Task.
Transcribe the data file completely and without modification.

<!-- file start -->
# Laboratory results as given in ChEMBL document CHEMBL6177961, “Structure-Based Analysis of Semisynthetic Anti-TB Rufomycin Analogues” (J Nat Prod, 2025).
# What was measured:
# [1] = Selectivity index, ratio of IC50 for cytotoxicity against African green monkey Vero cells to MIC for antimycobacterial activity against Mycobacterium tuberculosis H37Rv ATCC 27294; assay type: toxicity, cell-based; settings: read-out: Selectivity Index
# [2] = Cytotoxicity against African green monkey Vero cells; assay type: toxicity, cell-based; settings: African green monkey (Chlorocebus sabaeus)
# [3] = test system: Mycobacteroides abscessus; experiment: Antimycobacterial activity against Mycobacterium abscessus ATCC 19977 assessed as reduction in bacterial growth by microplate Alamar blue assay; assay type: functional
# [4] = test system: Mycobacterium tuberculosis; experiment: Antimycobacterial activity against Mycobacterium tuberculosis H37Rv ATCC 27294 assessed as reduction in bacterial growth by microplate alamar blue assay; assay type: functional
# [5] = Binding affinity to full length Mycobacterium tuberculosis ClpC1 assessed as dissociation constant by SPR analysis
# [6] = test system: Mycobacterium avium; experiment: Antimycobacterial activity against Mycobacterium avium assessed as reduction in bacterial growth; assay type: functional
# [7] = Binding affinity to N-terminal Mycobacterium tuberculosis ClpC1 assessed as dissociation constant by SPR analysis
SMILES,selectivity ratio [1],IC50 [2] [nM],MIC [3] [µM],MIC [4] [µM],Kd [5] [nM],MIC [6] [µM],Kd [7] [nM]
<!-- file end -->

# Laboratory results as given in ChEMBL document CHEMBL6177961, “Structure-Based Analysis of Semisynthetic Anti-TB Rufomycin Analogues” (J Nat Prod, 2025).
# What was measured:
# [1] = Selectivity index, ratio of IC50 for cytotoxicity against African green monkey Vero cells to MIC for antimycobacterial activity against Mycobacterium tuberculosis H37Rv ATCC 27294; assay type: toxicity, cell-based; settings: read-out: Selectivity Index
# [2] = Cytotoxicity against African green monkey Vero cells; assay type: toxicity, cell-based; settings: African green monkey (Chlorocebus sabaeus)
# [3] = test system: Mycobacteroides abscessus; experiment: Antimycobacterial activity against Mycobacterium abscessus ATCC 19977 assessed as reduction in bacterial growth by microplate Alamar blue assay; assay type: functional
# [4] = test system: Mycobacterium tuberculosis; experiment: Antimycobacterial activity against Mycobacterium tuberculosis H37Rv ATCC 27294 assessed as reduction in bacterial growth by microplate alamar blue assay; assay type: functional
# [5] = Binding affinity to full length Mycobacterium tuberculosis ClpC1 assessed as dissociation constant by SPR analysis
# [6] = test system: Mycobacterium avium; experiment: Antimycobacterial activity against Mycobacterium avium assessed as reduction in bacterial growth; assay type: functional
# [7] = Binding affinity to N-terminal Mycobacterium tuberculosis ClpC1 assessed as dissociation constant by SPR analysis
SMILES,selectivity ratio [1],IC50 [2] [nM],MIC [3] [µM],MIC [4] [µM],Kd [5] [nM],MIC [6] [µM],Kd [7] [nM]